Snøhetta Designs Most Beautiful Planetarium

Snøhetta has designed a new planetarium and a visitor center for Solobservatoriet, Norway’s largest astronomical facility.

At the heart of the Solobservatoriet campus, will be a planetarium that looks like a glowing planet nestled in the forests of Harestua, an hour’s drive north of Oslo. The dome of the “celestial theater” will be covered in grass, wild heather, blueberry and lingonberry bushes as a gentle transition from ground to sky. “The untouched landscape at the site is one of the most important qualities for the experience,” explains Ingebjørg Skaare, senior architect at Snøhetta who is working on the project.

Inspired by the structure of solar systems, the new facility is organized around a giant dome at its center. Solobservatoriet is to be built on the site of a current observatory. The Tycho Brahe Instituttet, named after the 16th century Danish scientist who founded modern observational astronomy, has commissioned the facility. In addition to the planetarium there are interstellar cabins placed around it, each shaped like a small planet. the new facilities will offer a range of scientific activities within astronomy, sun studies, and natural science.

At the planetarium’s center will be the golden dome-shaped 100-seat viewing theater that’s partly sunken into the ground and engraved with constellations. It will be used to educate visitors about astronomy and the night sky, as well as natural phenomena such as the Northern Lights. The planetarium will also include a reception, café and exhibition area, as well as a ramp allowing visitors to climb above onto the green roof and gaze at the stars.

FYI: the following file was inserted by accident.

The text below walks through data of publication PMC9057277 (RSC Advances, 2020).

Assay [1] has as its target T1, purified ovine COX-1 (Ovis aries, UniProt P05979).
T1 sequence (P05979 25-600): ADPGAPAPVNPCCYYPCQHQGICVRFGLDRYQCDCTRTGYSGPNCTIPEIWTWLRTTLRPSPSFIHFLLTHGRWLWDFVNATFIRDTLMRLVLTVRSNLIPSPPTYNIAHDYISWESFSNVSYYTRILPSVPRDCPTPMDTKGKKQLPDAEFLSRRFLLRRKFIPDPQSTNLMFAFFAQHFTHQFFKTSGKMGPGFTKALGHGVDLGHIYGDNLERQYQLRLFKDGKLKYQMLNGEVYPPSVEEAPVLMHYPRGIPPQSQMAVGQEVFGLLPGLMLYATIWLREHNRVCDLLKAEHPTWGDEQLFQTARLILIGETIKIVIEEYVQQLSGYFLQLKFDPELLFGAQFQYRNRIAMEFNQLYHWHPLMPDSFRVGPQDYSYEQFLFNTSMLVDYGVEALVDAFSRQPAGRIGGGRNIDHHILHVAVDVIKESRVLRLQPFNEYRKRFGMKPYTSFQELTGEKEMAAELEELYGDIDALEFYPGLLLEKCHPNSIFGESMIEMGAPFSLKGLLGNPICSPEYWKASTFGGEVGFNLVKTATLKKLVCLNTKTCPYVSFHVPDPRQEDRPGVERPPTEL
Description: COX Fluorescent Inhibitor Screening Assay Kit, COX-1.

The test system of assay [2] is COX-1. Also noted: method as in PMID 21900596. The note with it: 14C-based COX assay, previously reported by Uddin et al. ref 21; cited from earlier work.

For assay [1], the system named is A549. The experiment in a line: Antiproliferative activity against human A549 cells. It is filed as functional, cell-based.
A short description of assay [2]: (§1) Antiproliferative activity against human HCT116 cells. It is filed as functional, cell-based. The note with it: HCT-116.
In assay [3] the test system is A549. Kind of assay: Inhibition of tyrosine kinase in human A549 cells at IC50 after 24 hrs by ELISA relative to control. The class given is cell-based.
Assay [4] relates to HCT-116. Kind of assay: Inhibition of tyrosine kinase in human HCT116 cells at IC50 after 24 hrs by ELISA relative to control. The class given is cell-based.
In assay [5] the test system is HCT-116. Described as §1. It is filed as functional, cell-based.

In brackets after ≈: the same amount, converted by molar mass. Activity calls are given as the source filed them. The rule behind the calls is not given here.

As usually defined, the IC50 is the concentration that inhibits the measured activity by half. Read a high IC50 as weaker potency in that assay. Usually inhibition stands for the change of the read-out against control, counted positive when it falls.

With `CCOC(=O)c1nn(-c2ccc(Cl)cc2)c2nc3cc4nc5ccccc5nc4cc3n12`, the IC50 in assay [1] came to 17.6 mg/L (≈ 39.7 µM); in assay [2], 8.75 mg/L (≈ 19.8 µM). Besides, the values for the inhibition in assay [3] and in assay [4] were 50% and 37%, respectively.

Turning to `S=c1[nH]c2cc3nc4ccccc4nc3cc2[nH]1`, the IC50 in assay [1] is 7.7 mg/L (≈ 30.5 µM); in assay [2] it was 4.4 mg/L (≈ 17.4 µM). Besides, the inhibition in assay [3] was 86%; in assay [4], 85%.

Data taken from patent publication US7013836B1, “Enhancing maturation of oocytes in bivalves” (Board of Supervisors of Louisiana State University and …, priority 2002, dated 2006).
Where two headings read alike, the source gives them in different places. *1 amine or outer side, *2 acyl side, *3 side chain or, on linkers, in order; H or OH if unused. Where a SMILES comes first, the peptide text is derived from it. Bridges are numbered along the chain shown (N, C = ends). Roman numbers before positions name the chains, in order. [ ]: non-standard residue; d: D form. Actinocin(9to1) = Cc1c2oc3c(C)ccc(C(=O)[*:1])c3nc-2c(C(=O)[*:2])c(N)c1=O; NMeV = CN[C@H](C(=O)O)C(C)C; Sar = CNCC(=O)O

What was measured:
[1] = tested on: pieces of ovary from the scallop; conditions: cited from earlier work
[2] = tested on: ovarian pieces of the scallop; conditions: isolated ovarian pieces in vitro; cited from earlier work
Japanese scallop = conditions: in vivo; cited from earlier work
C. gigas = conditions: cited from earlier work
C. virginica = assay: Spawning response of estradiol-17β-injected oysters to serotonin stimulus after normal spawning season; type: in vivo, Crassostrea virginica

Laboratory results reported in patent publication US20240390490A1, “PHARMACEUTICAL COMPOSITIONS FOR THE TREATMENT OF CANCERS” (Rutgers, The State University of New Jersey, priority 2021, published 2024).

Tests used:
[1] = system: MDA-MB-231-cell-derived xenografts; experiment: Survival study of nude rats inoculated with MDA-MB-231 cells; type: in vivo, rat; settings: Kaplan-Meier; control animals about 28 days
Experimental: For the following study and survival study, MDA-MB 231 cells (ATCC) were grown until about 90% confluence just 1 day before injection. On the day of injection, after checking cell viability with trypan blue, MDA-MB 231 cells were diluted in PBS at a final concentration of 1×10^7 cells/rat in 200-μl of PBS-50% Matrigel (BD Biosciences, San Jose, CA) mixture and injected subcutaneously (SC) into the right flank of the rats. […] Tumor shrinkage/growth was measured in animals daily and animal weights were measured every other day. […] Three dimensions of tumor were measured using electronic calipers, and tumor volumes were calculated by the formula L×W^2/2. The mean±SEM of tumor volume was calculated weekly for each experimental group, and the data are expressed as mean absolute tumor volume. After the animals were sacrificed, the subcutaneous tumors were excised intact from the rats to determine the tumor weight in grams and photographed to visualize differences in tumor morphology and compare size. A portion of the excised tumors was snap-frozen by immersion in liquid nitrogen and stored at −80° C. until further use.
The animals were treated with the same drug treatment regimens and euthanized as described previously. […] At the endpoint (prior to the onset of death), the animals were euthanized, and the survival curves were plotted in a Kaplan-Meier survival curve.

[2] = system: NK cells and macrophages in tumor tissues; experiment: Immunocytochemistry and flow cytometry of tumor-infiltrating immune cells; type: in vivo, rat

“Through the design phase, the architects studied simple principles from astronomy,” says Snøhetta. “The study inspired the design of the cabins which seemingly orbit around the planetarium, imitating how planets orbit around the Sun, inspiring a sense of wonder and surprise. Comfortably accommodating up to 118 guests in total, the facilities capture the imagination of its visitors through an intellectual, visual and tactile journey into the realm of astronomy.”

When completed in 2020, the 1,500 square meter observatory will be the largest solar observatory north of the Alps. Previously Snøhetta has introduced Europe to its first underwater restaurant.

 

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